“So who are you seeing?,” my hairdresser looked into my eyes through the mirror as she ran her fingers through my wet hair. This is a fairly typical question from most hairdressers, but it’s something I always discuss with my own personal guru of style. You see, she’s done my hair since the first time I ever had a pair of shears taken to my blonde locks. She has styled my hair for proms, weddings (but not mine!), and dates. She did my hair pre, during, and post- The Boyfriend era, so she knows much of my storyline. And I recall distinctly having my hair cut the day after my anniversary when I decidedly didn’t get an engagement ring and knew that my time with The Boyfriend was limited. It’s funny how many memories are tied to my hair and stylist.
My mother was in the same salon having her done at the same time, a tradition as old as time, and I could almost feel her heart begin to race as her ears perked up at the slightest mention of my dating life. You see, most of my life, I’ve been pretty private about who I am seeing and why I would like to see. I distinctly recall telling her The Boyfriend actually had another girlfriend when we began dating, just to keep a ‘low profile’. In fact, my own mother doesn’t know about the existence of this very blog documenting my fledgling pursuits toward romance and whimsy. This would be a veritable gold mine of information, and for some reason I’m more prepare to (anonymously) share that with the public than with my family. Maybe I’m embarrassed, maybe I’m uncomfortable. It’s hard to say, really, I just know that dating isn’t really a subject I enjoy bringing up.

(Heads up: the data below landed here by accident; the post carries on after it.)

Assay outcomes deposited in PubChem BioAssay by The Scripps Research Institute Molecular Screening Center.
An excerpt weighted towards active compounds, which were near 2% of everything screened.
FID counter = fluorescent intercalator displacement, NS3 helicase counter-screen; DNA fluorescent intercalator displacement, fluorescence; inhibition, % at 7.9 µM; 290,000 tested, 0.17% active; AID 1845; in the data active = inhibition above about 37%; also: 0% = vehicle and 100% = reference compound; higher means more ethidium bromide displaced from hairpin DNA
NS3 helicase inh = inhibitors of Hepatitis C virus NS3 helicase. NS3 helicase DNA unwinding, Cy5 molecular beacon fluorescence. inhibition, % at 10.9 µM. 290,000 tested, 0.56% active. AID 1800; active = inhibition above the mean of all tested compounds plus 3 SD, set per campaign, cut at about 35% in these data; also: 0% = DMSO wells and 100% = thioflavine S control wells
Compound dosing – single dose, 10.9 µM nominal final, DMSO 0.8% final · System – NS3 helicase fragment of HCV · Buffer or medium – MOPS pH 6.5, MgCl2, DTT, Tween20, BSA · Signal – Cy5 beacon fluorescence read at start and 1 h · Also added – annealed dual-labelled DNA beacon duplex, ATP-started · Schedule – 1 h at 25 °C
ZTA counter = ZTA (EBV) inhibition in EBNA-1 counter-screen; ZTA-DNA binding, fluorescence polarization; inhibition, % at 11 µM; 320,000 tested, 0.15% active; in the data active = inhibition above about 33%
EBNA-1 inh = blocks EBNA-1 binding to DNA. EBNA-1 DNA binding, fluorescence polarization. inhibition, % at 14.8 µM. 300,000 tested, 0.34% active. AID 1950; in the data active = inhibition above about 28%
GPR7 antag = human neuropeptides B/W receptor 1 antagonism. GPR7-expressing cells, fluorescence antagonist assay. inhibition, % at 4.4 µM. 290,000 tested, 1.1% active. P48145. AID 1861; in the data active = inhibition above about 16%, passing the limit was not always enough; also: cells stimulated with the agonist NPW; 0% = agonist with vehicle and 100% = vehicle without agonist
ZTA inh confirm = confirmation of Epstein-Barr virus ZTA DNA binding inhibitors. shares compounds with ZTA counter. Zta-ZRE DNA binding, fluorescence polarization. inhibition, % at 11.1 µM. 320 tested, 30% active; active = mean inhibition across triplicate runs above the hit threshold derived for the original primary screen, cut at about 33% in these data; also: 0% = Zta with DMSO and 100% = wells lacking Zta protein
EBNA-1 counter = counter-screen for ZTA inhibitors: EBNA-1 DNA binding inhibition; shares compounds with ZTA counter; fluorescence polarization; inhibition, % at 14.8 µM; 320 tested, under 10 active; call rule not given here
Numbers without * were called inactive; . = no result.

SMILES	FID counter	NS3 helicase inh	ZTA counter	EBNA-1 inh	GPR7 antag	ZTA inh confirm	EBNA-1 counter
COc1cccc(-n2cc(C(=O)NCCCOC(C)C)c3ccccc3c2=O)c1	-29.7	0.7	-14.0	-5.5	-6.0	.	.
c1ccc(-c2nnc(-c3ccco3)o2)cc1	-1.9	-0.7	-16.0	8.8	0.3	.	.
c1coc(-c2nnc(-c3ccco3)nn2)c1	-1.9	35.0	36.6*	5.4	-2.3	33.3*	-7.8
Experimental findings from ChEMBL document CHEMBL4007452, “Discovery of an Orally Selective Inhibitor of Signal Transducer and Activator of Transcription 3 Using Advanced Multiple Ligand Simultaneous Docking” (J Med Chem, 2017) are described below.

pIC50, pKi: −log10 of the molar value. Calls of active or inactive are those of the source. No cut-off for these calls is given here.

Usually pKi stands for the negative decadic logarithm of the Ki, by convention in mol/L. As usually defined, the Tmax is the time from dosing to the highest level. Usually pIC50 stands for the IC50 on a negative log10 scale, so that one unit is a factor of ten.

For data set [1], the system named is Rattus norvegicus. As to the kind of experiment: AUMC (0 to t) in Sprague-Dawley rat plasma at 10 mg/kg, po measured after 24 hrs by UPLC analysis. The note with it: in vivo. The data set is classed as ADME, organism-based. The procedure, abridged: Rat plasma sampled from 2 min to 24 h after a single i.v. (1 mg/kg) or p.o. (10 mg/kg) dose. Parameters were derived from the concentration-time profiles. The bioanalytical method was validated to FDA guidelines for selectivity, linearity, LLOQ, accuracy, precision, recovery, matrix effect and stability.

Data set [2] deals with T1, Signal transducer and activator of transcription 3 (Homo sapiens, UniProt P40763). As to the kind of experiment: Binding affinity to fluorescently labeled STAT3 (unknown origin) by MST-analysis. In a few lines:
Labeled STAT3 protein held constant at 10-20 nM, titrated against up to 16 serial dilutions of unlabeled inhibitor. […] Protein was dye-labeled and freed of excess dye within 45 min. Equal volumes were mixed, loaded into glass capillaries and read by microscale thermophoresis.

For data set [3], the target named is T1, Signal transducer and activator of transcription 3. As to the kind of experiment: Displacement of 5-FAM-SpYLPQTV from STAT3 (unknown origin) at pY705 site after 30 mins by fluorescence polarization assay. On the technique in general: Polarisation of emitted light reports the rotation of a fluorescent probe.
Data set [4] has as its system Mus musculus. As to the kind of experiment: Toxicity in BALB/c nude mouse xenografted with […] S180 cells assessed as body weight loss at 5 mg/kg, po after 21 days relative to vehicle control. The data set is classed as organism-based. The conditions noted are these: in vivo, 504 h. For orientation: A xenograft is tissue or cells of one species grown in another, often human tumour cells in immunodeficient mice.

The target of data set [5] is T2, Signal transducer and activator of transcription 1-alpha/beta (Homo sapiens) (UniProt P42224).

At any rate, I did decide to share with the salon, and my mother, the status of my dating life. And I described the fact that I had been out with not one but two engineers in the past four dates I had attempted. And my Match.com in box is full of physicists. Literally three emails this week have all been from physics grad students. Is the entire department surfing Match.com and contacting me as an experiment? I wonder sometimes. I digress.